On alert now for anywhere to moor overnight a single space was spotted: Tentatrice pushed her bow on into the reeds to leave towpath access off the stern; Cleddau behind had towpath access from the bow (and stern cushioned in the reeds). The towpath, not wide, has to be a shared space: securing a boat with mooring pins is less easy while cyclists swoosh past…

Sunday morning: only seven further locks, the five swing bridges  CS17-34   and a couple of miles to do before reaching the Caen Hill Marina. It was wet, CS17-33    there were boats to pass, boats to follow up locks  CS17-35   and effort to be expended. But then at about midday appeared recently familiar territory, the Barge Inn  CS17-36   and then the Lockside Cottage,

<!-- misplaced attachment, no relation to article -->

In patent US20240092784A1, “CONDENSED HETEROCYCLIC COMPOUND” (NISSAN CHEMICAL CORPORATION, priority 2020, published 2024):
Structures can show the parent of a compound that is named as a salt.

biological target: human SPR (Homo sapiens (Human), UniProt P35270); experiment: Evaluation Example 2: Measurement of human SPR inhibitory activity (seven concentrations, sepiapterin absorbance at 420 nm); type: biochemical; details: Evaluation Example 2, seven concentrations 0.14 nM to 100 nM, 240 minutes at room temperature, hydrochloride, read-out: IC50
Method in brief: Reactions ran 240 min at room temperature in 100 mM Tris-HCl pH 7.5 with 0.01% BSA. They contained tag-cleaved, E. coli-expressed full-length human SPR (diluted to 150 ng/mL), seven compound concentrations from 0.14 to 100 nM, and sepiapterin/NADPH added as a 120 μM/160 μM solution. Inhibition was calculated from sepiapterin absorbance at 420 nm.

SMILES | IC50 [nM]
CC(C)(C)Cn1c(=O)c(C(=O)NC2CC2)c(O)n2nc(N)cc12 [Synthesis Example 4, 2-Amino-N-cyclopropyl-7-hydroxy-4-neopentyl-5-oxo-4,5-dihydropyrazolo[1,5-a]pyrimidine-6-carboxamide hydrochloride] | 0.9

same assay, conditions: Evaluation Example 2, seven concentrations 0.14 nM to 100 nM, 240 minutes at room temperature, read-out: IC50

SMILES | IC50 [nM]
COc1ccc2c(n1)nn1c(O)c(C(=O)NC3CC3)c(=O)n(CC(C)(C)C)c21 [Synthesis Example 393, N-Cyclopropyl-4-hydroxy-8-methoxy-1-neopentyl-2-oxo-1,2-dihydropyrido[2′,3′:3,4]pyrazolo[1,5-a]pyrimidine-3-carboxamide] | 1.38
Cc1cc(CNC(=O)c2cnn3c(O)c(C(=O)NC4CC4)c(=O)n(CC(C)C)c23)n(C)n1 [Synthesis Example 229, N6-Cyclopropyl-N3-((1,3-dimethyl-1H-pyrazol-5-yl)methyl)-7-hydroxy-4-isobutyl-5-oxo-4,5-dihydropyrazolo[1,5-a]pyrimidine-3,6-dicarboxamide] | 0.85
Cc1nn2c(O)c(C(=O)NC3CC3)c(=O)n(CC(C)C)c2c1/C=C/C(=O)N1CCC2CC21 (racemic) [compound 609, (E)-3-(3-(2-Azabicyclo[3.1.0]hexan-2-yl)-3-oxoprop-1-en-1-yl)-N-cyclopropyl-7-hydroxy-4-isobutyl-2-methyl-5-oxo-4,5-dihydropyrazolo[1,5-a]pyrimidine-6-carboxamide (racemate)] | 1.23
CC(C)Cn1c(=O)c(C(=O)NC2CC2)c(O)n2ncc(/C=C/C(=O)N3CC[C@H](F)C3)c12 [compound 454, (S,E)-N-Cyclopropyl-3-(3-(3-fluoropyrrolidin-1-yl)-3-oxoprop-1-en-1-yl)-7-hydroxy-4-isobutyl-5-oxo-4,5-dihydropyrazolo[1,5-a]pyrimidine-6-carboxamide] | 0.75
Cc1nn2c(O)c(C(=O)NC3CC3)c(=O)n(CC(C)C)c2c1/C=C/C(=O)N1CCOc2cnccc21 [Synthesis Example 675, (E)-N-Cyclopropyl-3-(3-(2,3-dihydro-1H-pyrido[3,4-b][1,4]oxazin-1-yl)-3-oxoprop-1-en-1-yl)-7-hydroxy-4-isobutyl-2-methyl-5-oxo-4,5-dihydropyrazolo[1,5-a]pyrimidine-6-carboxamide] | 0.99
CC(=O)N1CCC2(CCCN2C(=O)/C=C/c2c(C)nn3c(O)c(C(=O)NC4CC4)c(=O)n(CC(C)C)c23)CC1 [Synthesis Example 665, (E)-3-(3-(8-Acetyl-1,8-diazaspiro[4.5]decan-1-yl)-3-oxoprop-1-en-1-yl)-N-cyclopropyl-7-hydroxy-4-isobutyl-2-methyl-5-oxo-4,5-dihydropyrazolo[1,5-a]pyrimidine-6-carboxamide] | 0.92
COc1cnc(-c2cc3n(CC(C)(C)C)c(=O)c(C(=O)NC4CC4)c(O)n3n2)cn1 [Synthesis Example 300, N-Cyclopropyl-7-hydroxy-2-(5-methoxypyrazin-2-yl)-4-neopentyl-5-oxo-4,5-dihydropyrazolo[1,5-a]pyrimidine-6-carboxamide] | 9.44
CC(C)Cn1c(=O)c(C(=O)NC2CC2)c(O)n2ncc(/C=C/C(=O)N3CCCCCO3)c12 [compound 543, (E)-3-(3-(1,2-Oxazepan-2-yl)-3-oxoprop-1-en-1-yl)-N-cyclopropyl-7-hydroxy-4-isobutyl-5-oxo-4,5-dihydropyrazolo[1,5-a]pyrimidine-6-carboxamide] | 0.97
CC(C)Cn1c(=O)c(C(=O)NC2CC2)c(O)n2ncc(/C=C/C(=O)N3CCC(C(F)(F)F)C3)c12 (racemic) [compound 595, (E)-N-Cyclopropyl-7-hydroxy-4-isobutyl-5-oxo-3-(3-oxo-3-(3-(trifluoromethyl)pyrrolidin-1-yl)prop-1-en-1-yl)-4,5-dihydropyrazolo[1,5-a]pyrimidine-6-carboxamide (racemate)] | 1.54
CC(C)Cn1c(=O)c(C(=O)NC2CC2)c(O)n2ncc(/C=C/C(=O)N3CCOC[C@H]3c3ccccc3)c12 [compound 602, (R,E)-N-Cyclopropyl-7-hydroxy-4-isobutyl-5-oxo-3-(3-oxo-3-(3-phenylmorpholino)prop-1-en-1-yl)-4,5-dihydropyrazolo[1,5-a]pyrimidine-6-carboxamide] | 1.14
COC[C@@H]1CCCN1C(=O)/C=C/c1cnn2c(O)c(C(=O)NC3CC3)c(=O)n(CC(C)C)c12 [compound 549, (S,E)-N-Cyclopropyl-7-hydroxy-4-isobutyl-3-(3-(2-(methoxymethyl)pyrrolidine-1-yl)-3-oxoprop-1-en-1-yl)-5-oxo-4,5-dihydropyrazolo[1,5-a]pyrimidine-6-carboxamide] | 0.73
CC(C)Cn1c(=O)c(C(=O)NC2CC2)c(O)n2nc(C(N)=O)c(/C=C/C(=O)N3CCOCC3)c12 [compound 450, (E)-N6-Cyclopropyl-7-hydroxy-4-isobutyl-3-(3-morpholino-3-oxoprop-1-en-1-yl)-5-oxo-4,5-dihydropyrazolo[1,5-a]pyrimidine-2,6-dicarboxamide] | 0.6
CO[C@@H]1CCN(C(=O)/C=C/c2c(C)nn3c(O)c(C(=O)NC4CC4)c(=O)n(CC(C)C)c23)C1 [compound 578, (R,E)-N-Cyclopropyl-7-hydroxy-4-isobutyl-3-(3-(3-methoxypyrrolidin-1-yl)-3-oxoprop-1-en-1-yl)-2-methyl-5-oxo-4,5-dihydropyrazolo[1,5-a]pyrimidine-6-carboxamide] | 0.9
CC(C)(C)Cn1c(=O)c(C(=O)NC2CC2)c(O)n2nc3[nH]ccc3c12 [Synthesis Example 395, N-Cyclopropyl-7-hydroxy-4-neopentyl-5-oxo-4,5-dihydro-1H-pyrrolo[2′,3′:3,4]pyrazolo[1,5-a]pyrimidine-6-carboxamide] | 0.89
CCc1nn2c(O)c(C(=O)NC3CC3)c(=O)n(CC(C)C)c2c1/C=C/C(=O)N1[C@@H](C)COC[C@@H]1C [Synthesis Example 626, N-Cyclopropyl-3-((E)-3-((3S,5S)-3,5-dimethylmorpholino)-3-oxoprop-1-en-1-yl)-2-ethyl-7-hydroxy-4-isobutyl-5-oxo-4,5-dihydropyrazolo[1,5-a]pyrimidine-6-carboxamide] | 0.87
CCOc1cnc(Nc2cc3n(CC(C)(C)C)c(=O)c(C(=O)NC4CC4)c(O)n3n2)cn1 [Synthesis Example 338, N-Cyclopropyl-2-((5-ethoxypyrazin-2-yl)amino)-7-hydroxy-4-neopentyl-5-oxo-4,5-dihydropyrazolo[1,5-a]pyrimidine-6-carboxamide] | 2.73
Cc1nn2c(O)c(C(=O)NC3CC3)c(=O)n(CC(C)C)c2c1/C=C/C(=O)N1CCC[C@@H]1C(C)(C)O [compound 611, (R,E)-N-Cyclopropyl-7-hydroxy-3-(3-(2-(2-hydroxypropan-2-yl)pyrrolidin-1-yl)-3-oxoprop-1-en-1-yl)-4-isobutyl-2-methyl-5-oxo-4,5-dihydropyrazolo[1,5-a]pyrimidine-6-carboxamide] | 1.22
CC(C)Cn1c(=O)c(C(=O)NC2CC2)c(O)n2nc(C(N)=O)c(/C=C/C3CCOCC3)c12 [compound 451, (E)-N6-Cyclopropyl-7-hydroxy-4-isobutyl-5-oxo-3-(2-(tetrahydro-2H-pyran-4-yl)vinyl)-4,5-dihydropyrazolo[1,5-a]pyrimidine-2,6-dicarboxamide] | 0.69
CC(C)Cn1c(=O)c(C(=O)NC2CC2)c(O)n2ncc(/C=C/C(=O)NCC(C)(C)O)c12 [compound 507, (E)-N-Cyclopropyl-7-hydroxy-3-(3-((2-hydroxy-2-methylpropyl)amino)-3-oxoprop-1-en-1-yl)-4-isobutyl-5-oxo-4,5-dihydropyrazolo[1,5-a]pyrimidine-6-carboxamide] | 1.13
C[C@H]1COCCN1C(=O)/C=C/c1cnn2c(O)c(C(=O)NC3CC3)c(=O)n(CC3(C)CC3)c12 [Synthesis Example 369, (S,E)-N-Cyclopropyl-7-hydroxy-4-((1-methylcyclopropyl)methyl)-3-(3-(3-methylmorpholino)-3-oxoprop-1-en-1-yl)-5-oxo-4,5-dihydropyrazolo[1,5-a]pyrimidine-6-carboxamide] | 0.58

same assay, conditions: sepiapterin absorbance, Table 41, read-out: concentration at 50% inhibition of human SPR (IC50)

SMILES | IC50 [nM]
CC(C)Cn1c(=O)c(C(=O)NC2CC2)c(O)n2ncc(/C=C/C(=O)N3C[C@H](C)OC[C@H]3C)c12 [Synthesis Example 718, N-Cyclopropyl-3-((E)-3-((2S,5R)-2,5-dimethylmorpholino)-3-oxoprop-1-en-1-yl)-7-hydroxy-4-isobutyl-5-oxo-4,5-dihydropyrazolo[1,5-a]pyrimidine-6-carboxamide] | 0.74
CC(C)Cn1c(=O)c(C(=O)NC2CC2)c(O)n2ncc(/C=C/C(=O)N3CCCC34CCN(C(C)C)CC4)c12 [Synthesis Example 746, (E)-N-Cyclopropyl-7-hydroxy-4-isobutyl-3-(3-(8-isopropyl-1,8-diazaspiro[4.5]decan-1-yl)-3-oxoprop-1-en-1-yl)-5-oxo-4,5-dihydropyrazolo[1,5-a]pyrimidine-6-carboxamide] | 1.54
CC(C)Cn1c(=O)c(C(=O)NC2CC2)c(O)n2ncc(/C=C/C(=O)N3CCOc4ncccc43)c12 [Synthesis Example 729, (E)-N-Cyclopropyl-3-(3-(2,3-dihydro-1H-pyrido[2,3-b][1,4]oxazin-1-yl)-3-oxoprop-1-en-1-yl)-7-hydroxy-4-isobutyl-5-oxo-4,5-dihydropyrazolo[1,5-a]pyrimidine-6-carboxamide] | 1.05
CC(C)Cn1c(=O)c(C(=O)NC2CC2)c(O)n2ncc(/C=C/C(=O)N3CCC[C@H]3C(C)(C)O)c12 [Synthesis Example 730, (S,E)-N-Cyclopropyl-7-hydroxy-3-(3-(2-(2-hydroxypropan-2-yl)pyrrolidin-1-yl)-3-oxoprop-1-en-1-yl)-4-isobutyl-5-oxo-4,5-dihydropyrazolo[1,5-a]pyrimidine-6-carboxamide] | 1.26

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visited in April   (See initial section of post.)  No eager holidaymaker rushed out from the cottage on this wet Sunday morning with the helpfully provided windlass to aid lock operation…

The final mile and there were  alpacas on the hillside,  CS17-39   doubled up boats narrowing the canal,   CS17-44   a huge gunnera  CS17-41   and one last swing bridge…CS17-40    CS17-43

Here at last Cleddau, Tentatrice and their respective crews could rest up – before tackling the 29 locks up to Devizes in a few days’ time…

Stats since last post:   21 miles, 14 locks

Monkton Moments* to date: 6

(Monkton Moment*- a reference to / recognition of Cleddau’s Pembrokeshire connections)